Tips on Cooking With or Without a Recipe

Every cook knows just how effective a recipe can be, especially when used well. A recipe can only make a difference for you if you follow the instructions outlined therein in detail. You should also do yourself a favor and know how long the whole process will take, not forgetting to follow the order carefully- if you really want to make a tasty meal with any recipe.

Read the WHOLE recipe twice

This might seem like overkill to some, but I assure you it’s the safest way to go. You might pick up on things you didn’t see the first time. It’s like that saying from construction: “Measure twice, cut once.” Except in this case we’re most likely measuring a whole bunch of butter and cutting it into a whole mess of flour. No hardhats required. Still, it’s a good rule.

Note the time the recipe is going to take

 Do you have time to make what you want to make? More often than not, your recipe is going to be straight with you and tell you exactly how long you’re going to need to complete it. This might be broken into “prep time,” “cooking time” and “inactive time.” As someone who once tried to make an icebox cake with 16 hours of “inactive time” for a party I was supposed to attend in 30 minutes, I can’t stress this point enough.

Respect the order of things

 It might seem obnoxious that you have to separate your wet and your dry ingredients before mixing everything together. Ugh…I have to whip those egg whites before folding them in? It can all seem like a bunch of pomp and circumstance. However, I assure you that the person who created this recipe has created these steps to aid in your success. Follow along for the best results.

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Sometimes cooking needs a bit of knowledge, otherwise you just toss ingredients in and end up making a meal you won’t be proud of and worst if you are cooking for some special guests. There are some basics that you need to learn way before you place your pan on your stove.

Know When to Slice, Chop or Puree Garlic

As a member of the allium family, garlic has powerful heart- and cancer-protective benefits. How you prep garlic is critical for the creation of allicin, the component of garlic that has shown promise in helping to prevent cancer and heart disease. Chopping or crushing garlic releases the enzyme alliinase, which reacts with the chemical alliin to form allicin. To get the most out of garlic’s health benefits, chop or crush garlic cloves (the finer, the better) to join the active compounds and let them sit for 10 to 15 minutes before cooking.

Know When to Use Extra Virgin or Pure Olive Oil

If you buy good quality oils, the only difference between the two is the first and second press. If you use extra virgin olive oil when cooking, the high heat destroys the fruit flavor. Also, if you add it to a too hot pan, the sugars in the fruit can burn and create a bitter taste.  Pure olive oil has the same health benefits and is better for higher-heat cooking. Use extra virgin oils to pour over salads or even warm pasta; the full fruit and flavor attributes will be maintained. That’s why you pay more for extra virgin olive oil in the first place.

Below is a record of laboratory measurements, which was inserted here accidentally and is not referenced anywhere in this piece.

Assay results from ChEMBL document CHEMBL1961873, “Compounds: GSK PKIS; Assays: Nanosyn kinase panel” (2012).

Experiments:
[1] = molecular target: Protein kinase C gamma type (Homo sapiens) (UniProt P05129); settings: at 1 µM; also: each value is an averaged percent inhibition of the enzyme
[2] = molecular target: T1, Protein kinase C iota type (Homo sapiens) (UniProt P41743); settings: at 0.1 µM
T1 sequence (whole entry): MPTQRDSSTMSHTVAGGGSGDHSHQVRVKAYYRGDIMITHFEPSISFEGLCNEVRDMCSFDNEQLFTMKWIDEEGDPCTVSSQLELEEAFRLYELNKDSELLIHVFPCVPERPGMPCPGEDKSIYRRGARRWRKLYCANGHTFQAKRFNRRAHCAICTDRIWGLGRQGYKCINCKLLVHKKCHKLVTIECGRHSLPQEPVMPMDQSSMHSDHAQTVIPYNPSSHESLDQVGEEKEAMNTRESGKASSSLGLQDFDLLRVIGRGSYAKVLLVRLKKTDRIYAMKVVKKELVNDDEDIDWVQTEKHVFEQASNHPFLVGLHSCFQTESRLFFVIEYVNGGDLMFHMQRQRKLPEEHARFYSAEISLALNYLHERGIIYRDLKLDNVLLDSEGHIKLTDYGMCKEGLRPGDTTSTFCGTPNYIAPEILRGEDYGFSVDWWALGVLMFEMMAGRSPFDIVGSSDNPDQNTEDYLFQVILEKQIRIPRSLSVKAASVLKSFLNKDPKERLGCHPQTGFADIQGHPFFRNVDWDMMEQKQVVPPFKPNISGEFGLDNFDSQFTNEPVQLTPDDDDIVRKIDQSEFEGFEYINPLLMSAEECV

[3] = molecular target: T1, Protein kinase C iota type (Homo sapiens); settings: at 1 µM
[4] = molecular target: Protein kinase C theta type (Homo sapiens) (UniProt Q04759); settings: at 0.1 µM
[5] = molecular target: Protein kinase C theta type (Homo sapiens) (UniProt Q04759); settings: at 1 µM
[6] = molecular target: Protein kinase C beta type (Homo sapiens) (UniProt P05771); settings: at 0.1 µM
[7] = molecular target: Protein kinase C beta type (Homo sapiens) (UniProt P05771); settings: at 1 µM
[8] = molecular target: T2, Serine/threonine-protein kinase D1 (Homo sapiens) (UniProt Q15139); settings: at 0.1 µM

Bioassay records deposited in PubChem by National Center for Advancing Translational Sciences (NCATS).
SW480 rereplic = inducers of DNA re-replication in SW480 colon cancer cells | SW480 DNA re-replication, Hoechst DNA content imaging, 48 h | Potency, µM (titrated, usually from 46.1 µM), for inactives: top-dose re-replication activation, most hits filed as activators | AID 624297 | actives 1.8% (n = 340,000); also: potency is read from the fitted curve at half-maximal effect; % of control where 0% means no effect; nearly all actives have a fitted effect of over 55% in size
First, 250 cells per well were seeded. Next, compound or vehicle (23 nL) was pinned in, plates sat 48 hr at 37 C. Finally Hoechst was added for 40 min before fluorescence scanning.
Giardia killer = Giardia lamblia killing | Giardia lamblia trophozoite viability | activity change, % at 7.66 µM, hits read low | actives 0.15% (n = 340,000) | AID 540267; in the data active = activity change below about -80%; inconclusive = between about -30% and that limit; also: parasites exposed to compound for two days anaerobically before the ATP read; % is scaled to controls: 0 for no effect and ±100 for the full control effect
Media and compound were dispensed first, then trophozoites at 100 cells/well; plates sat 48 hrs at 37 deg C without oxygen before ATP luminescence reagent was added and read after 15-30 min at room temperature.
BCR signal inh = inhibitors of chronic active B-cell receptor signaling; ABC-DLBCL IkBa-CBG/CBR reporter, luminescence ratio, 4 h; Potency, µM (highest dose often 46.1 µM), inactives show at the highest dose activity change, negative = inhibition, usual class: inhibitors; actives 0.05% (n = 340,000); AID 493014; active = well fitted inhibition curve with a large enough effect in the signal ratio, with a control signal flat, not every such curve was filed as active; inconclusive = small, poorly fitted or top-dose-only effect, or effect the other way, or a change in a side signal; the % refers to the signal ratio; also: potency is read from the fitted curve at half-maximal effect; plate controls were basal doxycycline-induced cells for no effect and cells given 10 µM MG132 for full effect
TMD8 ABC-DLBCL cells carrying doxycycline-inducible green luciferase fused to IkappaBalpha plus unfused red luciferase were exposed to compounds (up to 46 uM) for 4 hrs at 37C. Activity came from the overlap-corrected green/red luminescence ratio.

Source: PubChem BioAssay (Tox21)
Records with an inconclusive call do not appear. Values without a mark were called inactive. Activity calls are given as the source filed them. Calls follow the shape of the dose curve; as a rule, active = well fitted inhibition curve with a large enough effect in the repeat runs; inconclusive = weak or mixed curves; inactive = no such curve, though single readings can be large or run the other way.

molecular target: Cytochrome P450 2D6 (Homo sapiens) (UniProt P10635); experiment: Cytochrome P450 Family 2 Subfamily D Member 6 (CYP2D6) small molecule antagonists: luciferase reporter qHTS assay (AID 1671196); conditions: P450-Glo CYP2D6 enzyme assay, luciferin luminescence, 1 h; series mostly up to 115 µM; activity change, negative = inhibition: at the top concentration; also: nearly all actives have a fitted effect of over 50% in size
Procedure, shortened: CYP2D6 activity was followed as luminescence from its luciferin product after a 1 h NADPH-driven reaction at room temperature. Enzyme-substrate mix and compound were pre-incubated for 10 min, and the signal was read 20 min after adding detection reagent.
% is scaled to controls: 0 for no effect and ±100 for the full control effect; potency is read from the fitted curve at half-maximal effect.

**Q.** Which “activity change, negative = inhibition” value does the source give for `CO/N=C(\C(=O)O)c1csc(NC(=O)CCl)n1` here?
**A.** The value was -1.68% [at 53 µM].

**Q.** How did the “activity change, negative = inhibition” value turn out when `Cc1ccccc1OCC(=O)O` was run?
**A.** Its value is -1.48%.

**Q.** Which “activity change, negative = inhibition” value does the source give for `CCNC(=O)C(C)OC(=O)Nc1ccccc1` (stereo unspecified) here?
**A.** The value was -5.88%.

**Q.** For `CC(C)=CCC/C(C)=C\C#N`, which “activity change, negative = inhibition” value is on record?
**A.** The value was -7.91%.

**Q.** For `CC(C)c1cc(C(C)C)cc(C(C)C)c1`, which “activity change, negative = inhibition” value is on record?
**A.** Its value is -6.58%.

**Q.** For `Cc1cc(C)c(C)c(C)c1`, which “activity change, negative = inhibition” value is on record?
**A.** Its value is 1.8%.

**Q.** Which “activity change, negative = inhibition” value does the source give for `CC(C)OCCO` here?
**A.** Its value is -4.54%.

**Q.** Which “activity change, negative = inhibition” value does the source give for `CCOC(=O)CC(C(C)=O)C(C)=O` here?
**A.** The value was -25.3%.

Make Perfect Scrambled Eggs and Omelets

To achieve the fluffiest eggs ever, add 1 tablespoon of water to beaten eggs right before adding to the pan. If the pan is hot enough, the water in the egg mixture will create a burst of steam when it hits the pan. This will leaven the eggs and form a fluffier, lighter scramble or omelet.

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Does it sound difficult to cook with a recipe all the time? You can do it in a simpler way too. Obviously, not every meal will require you to follow a recipe step by step, but there are still tips you may have been missing out on making the simplest meals at home.

Stock up the pantry and fridge

 We try to make sure our pantry contains plenty of staples to use for last-minute cooking: canned beans, chickpeas, tomatoes, pasta and whole grains. Quinoa and bulgur wheat are favorite grains since they cook quickly. Potatoes and onions are key, as well as garlic. In the fridge, spinach or kale is a must for us, and eggs are helpful for adding protein into vegetarian recipes. We’ve also taken to staying stocked on tortillas and a bit of cheese. And in the spice drawer, our must-haves are oregano, basil, cumin, chili powder and garlic powder.

Assess the situation, Iron Chef Style

What ingredients make sense together? What type of dish do you want to create? Some easy ideas we’ve used include quesadillas with chopped vegetables and cheese, a big green salad with chickpeas and vegetables, sautéed vegetables with quinoa and a fried egg, roasted potatoes and scrambled eggs, and chickpea and vegetable tacos.

Have confidence!

Cooking without a recipe requires a bit of basic cooking knowledge, like how to sauté vegetables or make a vinaigrette dressing. Utilize the skills you have to cook up a creative meal — even if it’s just melting cheese into a quesadilla! Just add some cumin, oregano and a few chopped vegetables, and it becomes a meal. Or make a huge salad with chopped vegetables, and add some canned chickpeas tossed with olive oil, salt and spices. Scramble up some eggs with herb seasoning and serve them alongside bread or quinoa. It doesn’t have to be fancy — what’s important is that cooking without a recipe is a good way to get nourishing food on the table, in a pinch or otherwise.

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